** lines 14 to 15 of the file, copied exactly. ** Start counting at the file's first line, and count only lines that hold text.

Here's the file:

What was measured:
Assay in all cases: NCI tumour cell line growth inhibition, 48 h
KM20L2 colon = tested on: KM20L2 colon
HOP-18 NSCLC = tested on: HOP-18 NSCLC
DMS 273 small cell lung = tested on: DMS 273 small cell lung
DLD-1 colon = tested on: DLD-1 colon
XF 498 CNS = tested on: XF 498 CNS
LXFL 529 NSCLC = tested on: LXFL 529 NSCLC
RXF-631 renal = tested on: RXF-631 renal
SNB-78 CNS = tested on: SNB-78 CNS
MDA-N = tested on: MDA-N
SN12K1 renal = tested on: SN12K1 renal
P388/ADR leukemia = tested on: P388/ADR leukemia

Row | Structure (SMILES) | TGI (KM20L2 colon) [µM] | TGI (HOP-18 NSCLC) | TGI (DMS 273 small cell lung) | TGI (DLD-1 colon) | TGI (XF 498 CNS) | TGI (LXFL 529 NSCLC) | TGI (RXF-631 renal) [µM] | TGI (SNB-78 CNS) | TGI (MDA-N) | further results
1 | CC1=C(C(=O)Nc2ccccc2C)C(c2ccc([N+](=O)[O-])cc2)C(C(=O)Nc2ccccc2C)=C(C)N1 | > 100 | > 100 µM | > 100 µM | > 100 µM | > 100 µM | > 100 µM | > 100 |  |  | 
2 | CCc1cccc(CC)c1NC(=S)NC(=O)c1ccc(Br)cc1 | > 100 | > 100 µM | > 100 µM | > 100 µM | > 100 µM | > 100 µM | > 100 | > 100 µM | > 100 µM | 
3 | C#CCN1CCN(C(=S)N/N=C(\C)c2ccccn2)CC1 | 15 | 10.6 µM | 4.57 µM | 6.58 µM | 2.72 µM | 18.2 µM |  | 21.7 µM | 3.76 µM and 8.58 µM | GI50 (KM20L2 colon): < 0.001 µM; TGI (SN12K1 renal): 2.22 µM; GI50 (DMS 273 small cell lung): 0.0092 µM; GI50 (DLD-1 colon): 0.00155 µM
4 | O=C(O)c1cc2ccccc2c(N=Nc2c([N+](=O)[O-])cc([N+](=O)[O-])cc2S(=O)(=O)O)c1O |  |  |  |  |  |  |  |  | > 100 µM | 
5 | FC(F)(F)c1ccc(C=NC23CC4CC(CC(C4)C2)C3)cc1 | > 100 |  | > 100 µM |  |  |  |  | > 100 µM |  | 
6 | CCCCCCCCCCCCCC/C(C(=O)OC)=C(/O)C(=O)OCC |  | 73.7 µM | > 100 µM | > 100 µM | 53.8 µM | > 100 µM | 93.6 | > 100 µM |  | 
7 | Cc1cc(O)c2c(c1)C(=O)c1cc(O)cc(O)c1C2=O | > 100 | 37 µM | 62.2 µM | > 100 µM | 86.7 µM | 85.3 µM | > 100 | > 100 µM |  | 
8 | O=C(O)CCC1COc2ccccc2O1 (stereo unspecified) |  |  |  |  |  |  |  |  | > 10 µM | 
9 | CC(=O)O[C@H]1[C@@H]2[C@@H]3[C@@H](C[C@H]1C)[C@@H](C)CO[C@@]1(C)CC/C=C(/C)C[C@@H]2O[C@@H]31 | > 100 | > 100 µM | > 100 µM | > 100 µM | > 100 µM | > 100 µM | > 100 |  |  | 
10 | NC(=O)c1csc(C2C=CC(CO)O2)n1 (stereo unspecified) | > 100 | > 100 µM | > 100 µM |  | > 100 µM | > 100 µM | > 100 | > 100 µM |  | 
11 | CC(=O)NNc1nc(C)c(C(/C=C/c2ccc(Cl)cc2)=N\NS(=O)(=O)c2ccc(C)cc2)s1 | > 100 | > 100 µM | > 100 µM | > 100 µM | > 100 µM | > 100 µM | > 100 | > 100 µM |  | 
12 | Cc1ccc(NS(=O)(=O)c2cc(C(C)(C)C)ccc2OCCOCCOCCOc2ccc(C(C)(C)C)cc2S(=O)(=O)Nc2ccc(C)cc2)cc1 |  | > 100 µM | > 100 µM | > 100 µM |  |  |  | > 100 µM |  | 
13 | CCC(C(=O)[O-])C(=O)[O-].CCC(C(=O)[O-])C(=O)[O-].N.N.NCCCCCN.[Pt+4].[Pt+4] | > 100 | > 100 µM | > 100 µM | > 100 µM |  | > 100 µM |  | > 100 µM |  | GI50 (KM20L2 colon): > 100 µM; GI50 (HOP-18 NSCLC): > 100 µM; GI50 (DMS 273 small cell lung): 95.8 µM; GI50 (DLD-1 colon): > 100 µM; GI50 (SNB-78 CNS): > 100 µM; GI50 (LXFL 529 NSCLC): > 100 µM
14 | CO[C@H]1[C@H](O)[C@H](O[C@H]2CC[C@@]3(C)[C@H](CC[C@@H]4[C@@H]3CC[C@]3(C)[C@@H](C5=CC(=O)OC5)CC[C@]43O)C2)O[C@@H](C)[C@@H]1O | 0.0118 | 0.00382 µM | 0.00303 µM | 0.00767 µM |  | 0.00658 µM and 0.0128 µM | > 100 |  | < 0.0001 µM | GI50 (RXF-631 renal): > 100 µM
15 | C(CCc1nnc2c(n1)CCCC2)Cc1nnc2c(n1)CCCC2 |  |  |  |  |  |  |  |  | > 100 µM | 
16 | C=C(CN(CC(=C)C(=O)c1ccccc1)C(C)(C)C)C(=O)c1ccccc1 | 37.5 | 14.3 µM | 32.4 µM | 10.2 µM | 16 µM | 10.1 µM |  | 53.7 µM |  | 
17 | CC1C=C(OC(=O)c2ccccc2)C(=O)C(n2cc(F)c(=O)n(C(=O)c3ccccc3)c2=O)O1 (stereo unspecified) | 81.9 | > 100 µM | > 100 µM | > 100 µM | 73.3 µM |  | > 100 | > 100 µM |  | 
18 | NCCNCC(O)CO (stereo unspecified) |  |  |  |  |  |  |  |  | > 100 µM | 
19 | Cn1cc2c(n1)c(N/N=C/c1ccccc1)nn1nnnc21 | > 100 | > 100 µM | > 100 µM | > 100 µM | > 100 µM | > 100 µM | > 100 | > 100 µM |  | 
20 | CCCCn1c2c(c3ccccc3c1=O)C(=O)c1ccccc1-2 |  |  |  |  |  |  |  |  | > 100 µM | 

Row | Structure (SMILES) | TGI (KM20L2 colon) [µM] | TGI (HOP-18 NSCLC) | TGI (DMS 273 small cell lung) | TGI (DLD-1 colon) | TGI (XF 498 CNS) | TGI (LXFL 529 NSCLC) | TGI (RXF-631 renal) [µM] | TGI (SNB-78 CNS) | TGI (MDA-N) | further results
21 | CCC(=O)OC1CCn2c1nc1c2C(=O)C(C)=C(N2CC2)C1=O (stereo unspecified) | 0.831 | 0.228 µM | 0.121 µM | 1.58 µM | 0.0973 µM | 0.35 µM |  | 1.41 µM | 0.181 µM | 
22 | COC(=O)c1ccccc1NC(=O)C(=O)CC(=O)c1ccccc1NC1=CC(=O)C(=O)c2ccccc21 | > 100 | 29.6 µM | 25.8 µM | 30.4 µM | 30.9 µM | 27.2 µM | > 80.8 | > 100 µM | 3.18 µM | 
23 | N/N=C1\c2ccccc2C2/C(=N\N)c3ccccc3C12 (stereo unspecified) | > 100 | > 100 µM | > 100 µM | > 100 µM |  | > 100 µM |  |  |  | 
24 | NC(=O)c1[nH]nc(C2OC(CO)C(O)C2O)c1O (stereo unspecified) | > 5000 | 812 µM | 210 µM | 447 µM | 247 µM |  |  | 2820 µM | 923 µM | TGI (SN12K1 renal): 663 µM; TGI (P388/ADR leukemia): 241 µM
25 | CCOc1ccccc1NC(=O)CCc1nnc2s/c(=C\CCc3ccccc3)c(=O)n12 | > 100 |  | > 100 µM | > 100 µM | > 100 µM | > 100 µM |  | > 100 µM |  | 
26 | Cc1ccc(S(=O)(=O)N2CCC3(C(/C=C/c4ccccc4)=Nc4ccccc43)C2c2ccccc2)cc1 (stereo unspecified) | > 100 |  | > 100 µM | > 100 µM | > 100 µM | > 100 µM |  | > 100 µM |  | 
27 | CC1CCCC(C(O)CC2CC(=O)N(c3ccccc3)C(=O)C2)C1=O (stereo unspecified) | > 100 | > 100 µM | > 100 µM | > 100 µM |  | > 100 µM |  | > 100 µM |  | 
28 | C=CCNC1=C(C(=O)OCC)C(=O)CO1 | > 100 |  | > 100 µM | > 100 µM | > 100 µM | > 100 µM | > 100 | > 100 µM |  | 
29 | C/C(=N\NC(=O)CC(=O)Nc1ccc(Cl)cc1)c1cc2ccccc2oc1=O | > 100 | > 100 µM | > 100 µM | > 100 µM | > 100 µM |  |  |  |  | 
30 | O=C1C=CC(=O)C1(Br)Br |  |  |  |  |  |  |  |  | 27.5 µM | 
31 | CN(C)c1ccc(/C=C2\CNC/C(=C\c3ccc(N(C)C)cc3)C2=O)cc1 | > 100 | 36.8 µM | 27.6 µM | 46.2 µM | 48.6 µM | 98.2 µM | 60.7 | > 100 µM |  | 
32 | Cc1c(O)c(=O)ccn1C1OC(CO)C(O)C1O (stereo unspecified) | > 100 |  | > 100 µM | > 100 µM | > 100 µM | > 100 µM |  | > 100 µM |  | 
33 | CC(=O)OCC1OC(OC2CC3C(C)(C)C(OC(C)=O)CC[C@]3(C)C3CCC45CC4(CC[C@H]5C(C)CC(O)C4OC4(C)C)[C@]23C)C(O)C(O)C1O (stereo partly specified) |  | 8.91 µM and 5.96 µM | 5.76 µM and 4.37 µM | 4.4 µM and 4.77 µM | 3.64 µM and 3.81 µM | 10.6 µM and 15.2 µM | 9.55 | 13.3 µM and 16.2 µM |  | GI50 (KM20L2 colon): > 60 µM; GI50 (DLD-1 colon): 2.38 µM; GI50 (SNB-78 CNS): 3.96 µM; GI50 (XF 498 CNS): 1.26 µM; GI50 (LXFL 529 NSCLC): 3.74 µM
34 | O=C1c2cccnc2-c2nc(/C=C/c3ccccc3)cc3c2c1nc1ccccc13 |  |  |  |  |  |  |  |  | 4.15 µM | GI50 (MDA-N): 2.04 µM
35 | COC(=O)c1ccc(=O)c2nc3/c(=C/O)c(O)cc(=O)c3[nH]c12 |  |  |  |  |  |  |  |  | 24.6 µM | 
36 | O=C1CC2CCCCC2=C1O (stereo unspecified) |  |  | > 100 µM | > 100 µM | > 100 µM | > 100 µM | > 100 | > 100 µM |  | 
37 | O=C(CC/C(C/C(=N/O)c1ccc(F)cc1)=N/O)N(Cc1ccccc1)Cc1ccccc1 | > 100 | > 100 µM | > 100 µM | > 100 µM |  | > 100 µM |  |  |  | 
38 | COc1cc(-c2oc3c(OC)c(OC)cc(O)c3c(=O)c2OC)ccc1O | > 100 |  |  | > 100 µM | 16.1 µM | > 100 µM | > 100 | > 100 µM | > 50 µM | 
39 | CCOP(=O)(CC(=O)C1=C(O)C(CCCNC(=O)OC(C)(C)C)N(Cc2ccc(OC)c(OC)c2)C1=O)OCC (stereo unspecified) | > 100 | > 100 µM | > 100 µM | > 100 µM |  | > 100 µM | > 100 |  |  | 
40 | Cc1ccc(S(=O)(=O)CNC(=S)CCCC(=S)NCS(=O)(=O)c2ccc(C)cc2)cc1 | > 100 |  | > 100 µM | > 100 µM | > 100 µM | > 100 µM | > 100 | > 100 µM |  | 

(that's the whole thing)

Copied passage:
Row | Structure (SMILES) | TGI (KM20L2 colon) [µM] | TGI (HOP-18 NSCLC) | TGI (DMS 273 small cell lung) | TGI (DLD-1 colon) | TGI (XF 498 CNS) | TGI (LXFL 529 NSCLC) | TGI (RXF-631 renal) [µM] | TGI (SNB-78 CNS) | TGI (MDA-N) | further results
1 | CC1=C(C(=O)Nc2ccccc2C)C(c2ccc([N+](=O)[O-])cc2)C(C(=O)Nc2ccccc2C)=C(C)N1 | > 100 | > 100 µM | > 100 µM | > 100 µM | > 100 µM | > 100 µM | > 100 |  |  | 